It wasn’t until I started doing a degree in gender studies that I was told it was OK to use the first person. In fact, we were actively encouraged to bring in our own experiences and knowledge into our academic writing. All my lecturers were women of colour and understood that academe had long placed far too much emphasis on reason, empirical evidence and the quantitative method. They were trying to counteract the limiting and limited modes of inquiry first put forth by the Enlightenment. By carrying on the tradition of ‘the personal is political,’ they were empowering us to bring ourselves into the research and listen to our peers’ experiences, allowing us to see where they converged and to see the nuance in our differences.
Edward Said in his book Orientalism criticises the idea of an apolitical or objective knowledge, especially in the arts and social sciences. He points out that the structures of power that influence government policy are the same ones that dictate what stories we read as children and what literature we consume as adults. It is the same power structures that ensured the white male subject effectively became the universal subject through which we must understand all human experience. The academy and our systems of knowledge production are not exempt from this, and there is no method of research that can circumvent this pitfall better than the first-hand research conducted by scholars who do not fit the “universal” mould of the white male subject.
Once this realisation hit, I started looking up the authors of every piece of academic research before I read it, especially if it was research that dealt with race, gender or sexuality. Positionality counts in research as much as it does in our private lives and interactions. So while it is important to understand the structural nature of racism, the academy must not ignore the autoethnographies of black scholars, researchers and educators. In daily conversations around race this becomes a double-edged sword where some might dismiss personal experiences with racism as a one-off incident or an individual problem, for others it is a necessary frame to understanding how structural inequality affects the lived experiences of people of colour. It’s disheartening to realise that unless the listener can empathise on a personal level, they are more likely to dismiss the statistics and studies that elucidate the wide scale reach of the problem. This is particularly true of black people in higher education, who are wildly underrepresented and underappreciated by academic institutions that are majority white.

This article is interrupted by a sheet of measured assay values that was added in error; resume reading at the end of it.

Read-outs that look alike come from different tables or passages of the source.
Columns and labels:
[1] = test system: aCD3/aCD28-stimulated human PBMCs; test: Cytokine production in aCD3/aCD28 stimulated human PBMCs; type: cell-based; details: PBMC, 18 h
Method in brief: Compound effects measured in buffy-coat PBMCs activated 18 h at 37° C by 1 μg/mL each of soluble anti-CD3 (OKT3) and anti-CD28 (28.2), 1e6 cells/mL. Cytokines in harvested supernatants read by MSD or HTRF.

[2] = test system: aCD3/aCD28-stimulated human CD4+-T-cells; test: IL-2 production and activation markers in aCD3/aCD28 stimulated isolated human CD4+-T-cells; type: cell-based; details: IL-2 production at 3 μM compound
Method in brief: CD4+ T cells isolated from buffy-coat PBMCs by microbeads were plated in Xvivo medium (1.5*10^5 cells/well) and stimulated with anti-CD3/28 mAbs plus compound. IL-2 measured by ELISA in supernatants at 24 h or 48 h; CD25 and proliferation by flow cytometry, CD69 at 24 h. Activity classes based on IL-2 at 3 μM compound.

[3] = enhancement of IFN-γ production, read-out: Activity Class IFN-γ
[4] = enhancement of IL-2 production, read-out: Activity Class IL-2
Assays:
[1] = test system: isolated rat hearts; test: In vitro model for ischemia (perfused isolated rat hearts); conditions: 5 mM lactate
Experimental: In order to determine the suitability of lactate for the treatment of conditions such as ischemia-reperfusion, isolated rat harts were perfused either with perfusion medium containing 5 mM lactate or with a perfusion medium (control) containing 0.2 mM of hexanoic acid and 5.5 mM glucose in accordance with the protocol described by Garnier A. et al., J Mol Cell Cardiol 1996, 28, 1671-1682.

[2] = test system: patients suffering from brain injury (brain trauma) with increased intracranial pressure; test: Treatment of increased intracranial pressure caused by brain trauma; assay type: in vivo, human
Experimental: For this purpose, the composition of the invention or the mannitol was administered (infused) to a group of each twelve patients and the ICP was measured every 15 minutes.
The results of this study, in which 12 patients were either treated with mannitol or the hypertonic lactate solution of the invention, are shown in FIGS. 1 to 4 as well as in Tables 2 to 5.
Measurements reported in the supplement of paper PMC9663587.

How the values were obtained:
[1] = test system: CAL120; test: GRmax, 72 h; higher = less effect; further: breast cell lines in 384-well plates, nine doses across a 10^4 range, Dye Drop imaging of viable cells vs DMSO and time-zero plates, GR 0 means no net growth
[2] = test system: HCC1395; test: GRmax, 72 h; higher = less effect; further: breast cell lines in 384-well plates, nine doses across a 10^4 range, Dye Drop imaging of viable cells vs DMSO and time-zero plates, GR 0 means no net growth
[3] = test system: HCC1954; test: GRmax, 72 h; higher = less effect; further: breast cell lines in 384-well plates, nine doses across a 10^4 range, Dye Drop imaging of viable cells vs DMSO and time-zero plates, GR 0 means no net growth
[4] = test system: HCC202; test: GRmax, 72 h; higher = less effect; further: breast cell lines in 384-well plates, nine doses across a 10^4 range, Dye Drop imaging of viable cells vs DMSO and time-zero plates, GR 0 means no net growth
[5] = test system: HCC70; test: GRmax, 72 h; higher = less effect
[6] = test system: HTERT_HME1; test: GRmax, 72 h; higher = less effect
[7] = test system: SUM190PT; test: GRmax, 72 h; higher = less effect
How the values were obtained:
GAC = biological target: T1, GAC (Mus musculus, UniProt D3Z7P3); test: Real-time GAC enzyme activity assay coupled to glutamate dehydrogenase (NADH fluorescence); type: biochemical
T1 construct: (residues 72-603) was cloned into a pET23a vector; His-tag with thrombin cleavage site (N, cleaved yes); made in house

That means that in pursuing anti-racist objectives in higher education, institutions cannot solely focus on their research output. They must also look inward and listen to the experiences of their black students, staff and academics. They must value and respond to autoethnographic work, anecdotal conversations, petitions and other forms of communication around racism equally. As a starting point, I as an employee of an academic publisher and a graduate student, decided to start searching for articles written by black scholars on their experiences in the academy and here is a short selection of what I found:
Ibram X. Kendi, author of How to Be an Antiracist, discussing how black doctoral studies were introduced as a response to racist and Eurocentric disciplines that had previously tried to erase and distort discussion around black life: https://journals.sagepub.com/doi/full/10.1177/0021934718786124
This article is a critical reflection on the experiences of two male black authors teaching race and white privilege at the collegiate level: https://journals.sagepub.com/stoken/default+domain/10.1177%2F2153368716689490/full
Offering a self-reflective approach, this article guides educators on building the emotive capacity to have difficult conversations around race: https://journals.sagepub.com/stoken/default+domain/10.1177%2F1045159518805890/full